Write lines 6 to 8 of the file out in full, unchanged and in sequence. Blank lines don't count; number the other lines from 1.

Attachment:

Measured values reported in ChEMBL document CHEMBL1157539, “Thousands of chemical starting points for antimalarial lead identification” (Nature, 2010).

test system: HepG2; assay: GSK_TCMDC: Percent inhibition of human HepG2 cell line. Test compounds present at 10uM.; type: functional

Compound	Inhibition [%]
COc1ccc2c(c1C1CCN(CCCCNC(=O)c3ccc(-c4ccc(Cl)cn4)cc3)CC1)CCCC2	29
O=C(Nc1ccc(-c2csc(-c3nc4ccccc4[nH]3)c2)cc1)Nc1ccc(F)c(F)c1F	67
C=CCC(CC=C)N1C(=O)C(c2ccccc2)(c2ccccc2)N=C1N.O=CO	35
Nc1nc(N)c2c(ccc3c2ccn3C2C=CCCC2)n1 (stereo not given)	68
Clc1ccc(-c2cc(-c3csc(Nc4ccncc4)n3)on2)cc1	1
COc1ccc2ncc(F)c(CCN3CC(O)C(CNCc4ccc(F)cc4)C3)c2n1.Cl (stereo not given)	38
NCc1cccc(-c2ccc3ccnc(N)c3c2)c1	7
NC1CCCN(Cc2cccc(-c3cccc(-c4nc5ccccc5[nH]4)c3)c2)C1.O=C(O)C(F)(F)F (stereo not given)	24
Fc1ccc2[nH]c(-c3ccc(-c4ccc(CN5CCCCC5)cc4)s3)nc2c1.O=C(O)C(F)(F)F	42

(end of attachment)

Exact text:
C=CCC(CC=C)N1C(=O)C(c2ccccc2)(c2ccccc2)N=C1N.O=CO	35
Nc1nc(N)c2c(ccc3c2ccn3C2C=CCCC2)n1 (stereo not given)	68
Clc1ccc(-c2cc(-c3csc(Nc4ccncc4)n3)on2)cc1	1